LUBBOCK, Texas- The National Pan-Hellenic Council is an organization that has consisted of the nine historically black fraternities and sororities casually referred to as the “Divine Nine.”
The NPHC was formed May 10, 1930, at Howard University and consisted of four sororities and and five fraternities. The official Divine Nine organizations include Alpha Kappa Alpha, Delta Sigma Theta, Zeta Phi Beta, Sigma Gamma Rho Kappa Alpha Psi, Omega Psi Phi, Alpha Phi Alpha, Phi Beta Sigma, and Iota Phi Theta.
These organizations were created at a time racial segregation was prominent, and Blacks were excluded from being a part of white organizations on college campuses.
As of 2023, the estimated amount of NPHC member was around two million.
Texas Tech University is one of the many colleges across the country where these organizations have had a presence.
“When I did become a member of the D9, and specifically [Alpha Kappa Alpha Inc.], I found likeminded people who looked like me,” said, Karmen Brown, a Texas Tech student. “So, I think it gives me the encouragement to keep going and know that I am not alone. We share like experiences, and they want to do the things that I want to do in the community.”
Education, community service and unity are a few of the common pillars that these organizations share, but they all have different principals and mottos.
“[Zeta Phi Beta Inc.’s] principles are scholarship, service, sisterhood and finer womanhood and our motto is a community conscious action-oriented organization,” said Texas Tech student Mahogany Nails. “Throughout Zetas history, we have been in the community getting on the ground and getting our feet dirty, getting our hands dusty that’s just who Zeta is.”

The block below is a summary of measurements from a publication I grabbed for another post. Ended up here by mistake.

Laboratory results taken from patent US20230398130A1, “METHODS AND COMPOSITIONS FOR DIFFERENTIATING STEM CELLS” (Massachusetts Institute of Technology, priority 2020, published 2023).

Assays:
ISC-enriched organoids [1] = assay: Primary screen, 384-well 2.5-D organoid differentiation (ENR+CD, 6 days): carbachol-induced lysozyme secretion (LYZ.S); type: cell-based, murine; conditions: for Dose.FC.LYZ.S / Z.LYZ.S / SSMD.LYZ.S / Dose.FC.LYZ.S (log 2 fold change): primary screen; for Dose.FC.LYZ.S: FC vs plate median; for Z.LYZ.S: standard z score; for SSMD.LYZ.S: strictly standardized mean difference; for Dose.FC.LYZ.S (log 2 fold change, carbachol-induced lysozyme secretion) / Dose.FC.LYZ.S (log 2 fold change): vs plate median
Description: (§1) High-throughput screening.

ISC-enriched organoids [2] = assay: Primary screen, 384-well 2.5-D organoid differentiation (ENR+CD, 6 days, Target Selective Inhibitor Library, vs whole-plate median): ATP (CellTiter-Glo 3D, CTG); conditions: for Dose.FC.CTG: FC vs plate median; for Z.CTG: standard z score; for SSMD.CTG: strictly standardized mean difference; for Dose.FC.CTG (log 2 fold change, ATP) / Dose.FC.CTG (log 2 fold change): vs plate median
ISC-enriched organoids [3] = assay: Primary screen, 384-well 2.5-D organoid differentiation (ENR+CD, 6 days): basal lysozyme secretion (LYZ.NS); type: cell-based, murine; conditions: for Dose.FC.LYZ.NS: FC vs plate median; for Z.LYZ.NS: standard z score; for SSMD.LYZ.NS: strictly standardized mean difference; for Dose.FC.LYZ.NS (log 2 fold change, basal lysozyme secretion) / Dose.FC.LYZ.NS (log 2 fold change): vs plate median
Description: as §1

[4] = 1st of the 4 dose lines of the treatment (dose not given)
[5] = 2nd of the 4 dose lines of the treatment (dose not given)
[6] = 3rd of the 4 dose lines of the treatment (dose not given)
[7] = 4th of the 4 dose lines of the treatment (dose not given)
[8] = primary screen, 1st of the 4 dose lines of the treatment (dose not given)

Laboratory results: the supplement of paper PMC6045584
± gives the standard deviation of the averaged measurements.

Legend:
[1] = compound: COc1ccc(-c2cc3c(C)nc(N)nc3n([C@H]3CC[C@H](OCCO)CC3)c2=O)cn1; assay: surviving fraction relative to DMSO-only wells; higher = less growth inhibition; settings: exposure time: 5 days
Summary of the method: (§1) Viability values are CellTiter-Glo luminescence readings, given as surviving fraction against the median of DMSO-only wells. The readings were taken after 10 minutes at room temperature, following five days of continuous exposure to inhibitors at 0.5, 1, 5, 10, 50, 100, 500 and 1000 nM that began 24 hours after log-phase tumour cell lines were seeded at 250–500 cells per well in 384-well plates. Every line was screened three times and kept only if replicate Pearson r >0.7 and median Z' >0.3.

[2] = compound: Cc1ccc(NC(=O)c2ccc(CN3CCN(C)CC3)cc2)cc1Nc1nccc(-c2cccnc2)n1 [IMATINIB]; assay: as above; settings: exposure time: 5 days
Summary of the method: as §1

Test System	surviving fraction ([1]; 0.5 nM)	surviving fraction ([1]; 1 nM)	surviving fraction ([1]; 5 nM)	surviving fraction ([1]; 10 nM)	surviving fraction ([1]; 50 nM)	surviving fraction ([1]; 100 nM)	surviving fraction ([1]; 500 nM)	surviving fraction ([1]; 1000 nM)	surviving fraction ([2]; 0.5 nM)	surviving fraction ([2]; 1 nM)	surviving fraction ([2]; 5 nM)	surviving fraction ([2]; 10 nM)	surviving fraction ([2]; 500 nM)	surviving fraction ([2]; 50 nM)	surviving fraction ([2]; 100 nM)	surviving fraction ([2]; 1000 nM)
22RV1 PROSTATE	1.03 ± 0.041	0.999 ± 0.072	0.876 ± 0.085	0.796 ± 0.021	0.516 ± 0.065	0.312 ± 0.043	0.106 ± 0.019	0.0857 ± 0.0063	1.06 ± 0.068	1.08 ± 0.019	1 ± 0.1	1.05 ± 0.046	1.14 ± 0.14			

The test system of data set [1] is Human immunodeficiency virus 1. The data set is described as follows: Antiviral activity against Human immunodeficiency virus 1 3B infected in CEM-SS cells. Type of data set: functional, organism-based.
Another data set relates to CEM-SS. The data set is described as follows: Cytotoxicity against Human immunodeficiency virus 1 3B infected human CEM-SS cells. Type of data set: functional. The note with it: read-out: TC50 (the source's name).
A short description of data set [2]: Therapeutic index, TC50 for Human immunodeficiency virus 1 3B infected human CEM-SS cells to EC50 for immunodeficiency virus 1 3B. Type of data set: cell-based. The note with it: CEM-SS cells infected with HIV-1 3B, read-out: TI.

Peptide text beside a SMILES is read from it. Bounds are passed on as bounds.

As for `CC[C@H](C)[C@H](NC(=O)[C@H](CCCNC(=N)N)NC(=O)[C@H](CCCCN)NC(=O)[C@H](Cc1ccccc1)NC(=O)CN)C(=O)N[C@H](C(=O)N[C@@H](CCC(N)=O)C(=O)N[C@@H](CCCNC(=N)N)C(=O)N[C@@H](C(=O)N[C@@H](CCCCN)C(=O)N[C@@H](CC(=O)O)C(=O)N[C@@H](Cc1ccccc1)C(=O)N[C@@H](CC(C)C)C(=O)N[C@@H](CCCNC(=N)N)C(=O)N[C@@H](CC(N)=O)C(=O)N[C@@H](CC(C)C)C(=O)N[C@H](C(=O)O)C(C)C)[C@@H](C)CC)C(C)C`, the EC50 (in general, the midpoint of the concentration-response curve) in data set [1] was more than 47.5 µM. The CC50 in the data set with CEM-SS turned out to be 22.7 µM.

Some of the world’s greatest leaders come from these organizations such as civil rights activist Martin Luther King Jr. was a member of Alpha Phi Alpha, current United States Vice President Kamala Harris is a member of Alpha Kappa Alpha, and basketball legend Michael Jordan is a member of Omega Psi Phi.
“It’s more than what meets the eye. It goes into a lot of history it goes into a lot of principles a lot of morals and character,” Kappa Alpha Psi Inc. member and Texas Tech student, Justin Reid said. “It’s definitely a self-building and also a community building type of thing. And at the end of the day its’ a lifelong brotherhood and sisterhood.”
“I feel like the media has really misconstrued what and who we are as a movement,’ said Shauna Pugh, Texas Tech student and Delta Sigma Theta Inc. “Making sure that you know what you are getting into, again doing your research and who would you be before and after you join the D9. I think those are some important factors that you need to take into consideration because this is a lifetime commitment.”